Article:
Enrique Vila-Matas, Spanish novelist and Ismail Kadare, Man Booker International prize winner are both shortlisted for the Independent Foreign Fiction prize
Awarded for the best work of contemporary fiction in translation, the Prize celebrates an exceptional work published in the UK in 2012 by a living author which has been translated into English from any other language. Both the writer and the translator are celebrated equally and split the prize, with the translator’s ability playing a key part in bridging language and culture.
Six shortlisted titles are (ones in our stock are highlighted, the others can be reserved):
- Bundu by Chris Barnard, translated from the Afrikaans by Michiel Heyns (Alma Books)
- The Detour by Gerbrand Bakker, translated from the Dutch by David Colmer (Harvill Secker)
- Dublinesque by Enrique Vila-Matas, translated from the Spanish by Rosalind Harvey and Anne McLean (Harvill Secker)
- Trieste by Daša Drndić, translated from the Croatian by Ellen Elias-Bursać (Maclehose Press)
- Traveller of the Century by Andrés Neuman, translated from the Spanish by Nick Caistor and Lorenza Garcia (Pushkin Press)
- The Fall of the Stone City by Ismail Kadare, translated from the Albanian by John Hodgson (Canongate)
Authors come from around the world – Africa, Spain, The Netherlands, Argentina, Croatia and Albania.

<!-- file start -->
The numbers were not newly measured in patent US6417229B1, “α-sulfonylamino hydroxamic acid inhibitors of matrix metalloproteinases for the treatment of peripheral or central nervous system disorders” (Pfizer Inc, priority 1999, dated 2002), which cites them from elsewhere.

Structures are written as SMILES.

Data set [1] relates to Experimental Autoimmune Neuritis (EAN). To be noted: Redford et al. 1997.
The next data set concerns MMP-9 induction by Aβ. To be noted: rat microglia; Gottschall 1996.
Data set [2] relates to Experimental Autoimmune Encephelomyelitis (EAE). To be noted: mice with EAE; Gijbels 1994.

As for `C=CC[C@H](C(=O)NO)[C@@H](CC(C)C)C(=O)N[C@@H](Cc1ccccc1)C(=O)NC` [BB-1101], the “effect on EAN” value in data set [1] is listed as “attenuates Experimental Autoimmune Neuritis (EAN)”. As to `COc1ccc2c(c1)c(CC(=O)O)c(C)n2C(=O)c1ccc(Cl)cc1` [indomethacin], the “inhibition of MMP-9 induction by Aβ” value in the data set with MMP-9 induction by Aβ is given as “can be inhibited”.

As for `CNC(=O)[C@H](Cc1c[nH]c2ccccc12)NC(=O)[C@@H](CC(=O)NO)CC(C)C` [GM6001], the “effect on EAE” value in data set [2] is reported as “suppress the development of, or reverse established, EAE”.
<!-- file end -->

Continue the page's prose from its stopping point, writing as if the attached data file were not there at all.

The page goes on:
Ismail Kadare’s story The Fall of the Stone City and Croatian author Daša Drndić’s Trieste, explore the tension and horror of Nazi encounters and their after-effects.
Argentinian writer Andrés Neuman, one of Granta’s best young Spanish language novelists, deals with literature in translation (very apt) –it’s about the affair between two literary translators, who together “build a language of understanding as they work to translate European poetry”.
The Detour, by Dutch author Gerbrand Bakker is about an unfaithful wife who retreats to an isolated farm in Wales, leaving her husband to hire a private detective to trace her. Chris Barnard’s Bundu is a story of the people and animals of Africa. In Dublinesque a Spanish publisher travels to Dublin to hold a funeral for the age of print and honour James Joyce on Bloomsday.
Winner to be announced 20th May